So you can see why it’s so difficult to bring a company to trial, you would literally have to take on the Chinese government, so, that is exactly what the EU is doing on behalf of European smartphone providers like Ericsson and Nokia as well as providing assistance to their Japanese partners Sharp.
Smartphone makers agreed on a global standard for telecommunications networks some years ago, whereby manufacturers licence their patents to others and if they cannot agree on a price, it is taken to court to settle on one. However Chinese companies have not just stolen these patents instead of paying for the licence, they are providing their services at half the price of their overseas competitors, giving you some idea of the effect of this move by the Chinese, after Ericsson lost it’s court case last year there licensing revenues dropped by over €100m per quarter.
Though this is a bold move by the EU I don’t believe it will necessarily create a positive outcome.
Online Privacy Protection For Life Changing Moments
A noble idea with a fantastic cause is being developed to help people in managing their privacy when life changing situations occur.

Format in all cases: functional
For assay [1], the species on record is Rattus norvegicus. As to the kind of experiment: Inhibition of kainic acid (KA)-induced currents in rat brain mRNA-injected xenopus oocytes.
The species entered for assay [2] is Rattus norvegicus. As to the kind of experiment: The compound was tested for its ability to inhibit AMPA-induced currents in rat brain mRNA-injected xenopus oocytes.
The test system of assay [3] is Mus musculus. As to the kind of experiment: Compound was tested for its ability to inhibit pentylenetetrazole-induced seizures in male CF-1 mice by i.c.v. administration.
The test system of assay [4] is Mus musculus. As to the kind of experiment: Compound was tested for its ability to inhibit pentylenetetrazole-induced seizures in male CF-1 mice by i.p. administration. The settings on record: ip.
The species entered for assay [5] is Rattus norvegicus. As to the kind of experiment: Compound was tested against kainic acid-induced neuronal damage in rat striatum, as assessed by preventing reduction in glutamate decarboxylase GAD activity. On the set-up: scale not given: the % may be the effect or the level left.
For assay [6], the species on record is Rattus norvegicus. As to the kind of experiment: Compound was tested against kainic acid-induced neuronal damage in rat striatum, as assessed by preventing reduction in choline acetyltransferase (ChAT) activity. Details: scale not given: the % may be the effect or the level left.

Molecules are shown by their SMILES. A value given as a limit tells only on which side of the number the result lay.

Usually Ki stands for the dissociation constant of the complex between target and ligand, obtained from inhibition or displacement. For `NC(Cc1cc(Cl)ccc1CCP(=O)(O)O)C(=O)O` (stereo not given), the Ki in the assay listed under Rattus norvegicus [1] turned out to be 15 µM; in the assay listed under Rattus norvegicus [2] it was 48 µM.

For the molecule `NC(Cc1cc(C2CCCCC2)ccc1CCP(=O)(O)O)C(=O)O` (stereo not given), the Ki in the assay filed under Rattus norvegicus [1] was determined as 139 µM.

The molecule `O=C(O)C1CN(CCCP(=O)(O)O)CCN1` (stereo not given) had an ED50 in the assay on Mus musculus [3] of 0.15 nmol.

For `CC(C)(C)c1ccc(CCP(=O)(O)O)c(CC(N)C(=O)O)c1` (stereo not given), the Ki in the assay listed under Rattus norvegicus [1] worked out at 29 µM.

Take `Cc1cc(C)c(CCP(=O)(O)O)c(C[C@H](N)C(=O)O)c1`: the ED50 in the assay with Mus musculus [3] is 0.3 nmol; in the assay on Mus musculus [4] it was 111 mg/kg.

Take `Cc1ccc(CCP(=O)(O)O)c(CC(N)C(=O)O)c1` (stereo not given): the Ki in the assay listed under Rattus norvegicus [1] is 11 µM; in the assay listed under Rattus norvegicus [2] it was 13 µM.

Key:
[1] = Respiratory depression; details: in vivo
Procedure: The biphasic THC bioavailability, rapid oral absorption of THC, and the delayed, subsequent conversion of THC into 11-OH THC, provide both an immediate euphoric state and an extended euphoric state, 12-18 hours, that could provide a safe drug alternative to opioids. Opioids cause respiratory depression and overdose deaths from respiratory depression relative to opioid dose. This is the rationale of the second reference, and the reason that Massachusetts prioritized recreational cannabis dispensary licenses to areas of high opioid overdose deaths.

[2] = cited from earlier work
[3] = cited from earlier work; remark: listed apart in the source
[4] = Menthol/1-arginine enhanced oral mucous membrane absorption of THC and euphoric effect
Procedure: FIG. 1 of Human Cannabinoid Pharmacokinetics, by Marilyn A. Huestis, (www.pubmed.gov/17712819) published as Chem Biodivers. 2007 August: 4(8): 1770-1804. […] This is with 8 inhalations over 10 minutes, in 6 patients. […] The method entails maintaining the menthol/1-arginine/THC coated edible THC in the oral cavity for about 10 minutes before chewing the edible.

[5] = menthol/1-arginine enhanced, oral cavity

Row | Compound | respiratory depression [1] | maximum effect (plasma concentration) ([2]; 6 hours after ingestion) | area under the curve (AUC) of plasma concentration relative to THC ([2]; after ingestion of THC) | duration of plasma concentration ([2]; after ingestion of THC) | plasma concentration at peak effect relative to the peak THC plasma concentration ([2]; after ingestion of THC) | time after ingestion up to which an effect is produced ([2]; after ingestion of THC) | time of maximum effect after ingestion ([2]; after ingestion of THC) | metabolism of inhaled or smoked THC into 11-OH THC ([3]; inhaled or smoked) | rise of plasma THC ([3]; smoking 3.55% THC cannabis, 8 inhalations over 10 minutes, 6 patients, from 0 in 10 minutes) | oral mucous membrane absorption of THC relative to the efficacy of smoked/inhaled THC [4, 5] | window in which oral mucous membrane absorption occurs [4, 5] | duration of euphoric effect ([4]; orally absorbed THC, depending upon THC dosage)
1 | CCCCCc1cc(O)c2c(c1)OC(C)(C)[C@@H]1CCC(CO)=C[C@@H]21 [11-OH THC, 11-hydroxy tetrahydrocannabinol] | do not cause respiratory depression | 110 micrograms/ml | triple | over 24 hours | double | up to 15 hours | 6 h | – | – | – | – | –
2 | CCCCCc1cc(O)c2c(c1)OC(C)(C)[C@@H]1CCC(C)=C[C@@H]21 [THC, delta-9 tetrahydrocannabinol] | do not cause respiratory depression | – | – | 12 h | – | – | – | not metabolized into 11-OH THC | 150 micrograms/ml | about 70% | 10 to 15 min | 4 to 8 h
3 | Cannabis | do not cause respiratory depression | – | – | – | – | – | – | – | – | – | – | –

Professor Wendy Moncur, who heads Strathclyde University’s Computer and Information Sciences Department, realised that people whose lives had drastically changed due to illness, relationship breakup… didn’t necessarily have a means to protect their data online.
“Managing privacy online is increasingly complicated. It’s possible to reveal a lot about ourselves to a huge and unseen audience, unless we’re experts at privacy settings and have time to spare. Many people tell us that their lives are ‘boring’ and that they are not worried about managing their privacy online, yet when big life changes happen, there are good reasons to manage online privacy.”
“For someone going through a relationship breakdown, previously enabled location-sharing with a partner may lead to stalking after a breakup if privacy settings are not revised. For someone newly diagnosed with cancer, they may not want everyone to know their news. At a time when there are far more important things to do, the internet demands that we become experts in privacy settings if we are to prevent that huge and unseen audience from finding out our deeply personal information.”
“It’s vital to understand people’s needs and vulnerabilities, so that we design cybersecure systems that are right for them. Everybody goes through difficult challenges in their lives, so this work is relevant to everyone. We’re delighted to be working with leading UK charities, and their service users, to build this understanding.”
The project which has received almost £3.5m in funding so far has been praised by many, and experts from a broad spectrum of related fields from a multitude of businesses, cybersecurity firms, criminology organisations, law firms, psychologists and universities are participating in the technology’s development.
Jeff Yan, a Professor at Strathclyde said: